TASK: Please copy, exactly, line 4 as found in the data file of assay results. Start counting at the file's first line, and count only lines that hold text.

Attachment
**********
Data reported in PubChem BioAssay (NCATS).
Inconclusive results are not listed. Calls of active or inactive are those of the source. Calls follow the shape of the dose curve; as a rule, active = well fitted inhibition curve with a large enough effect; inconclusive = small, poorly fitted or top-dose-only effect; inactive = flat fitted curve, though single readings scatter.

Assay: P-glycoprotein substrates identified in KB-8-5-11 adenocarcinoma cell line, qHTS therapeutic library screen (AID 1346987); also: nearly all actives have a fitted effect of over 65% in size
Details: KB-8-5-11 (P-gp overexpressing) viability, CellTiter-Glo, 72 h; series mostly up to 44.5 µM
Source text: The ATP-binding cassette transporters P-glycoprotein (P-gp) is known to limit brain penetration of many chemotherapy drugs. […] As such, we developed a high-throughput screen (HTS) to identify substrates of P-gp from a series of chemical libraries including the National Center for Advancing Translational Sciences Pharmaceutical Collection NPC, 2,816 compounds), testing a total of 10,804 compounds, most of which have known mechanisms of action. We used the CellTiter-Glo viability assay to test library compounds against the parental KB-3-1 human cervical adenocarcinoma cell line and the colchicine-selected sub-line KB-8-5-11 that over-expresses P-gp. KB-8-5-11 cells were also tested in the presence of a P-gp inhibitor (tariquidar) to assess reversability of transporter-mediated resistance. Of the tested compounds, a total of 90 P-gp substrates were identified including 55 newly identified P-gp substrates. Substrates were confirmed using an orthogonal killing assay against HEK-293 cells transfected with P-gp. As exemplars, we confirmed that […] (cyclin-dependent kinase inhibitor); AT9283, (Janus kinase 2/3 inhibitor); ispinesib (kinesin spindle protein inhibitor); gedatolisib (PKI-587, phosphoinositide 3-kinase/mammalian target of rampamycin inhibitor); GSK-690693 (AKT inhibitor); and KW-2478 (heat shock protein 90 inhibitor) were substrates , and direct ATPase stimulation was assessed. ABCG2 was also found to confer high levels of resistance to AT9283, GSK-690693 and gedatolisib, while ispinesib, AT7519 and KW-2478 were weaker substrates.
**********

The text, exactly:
Details: KB-8-5-11 (P-gp overexpressing) viability, CellTiter-Glo, 72 h; series mostly up to 44.5 µM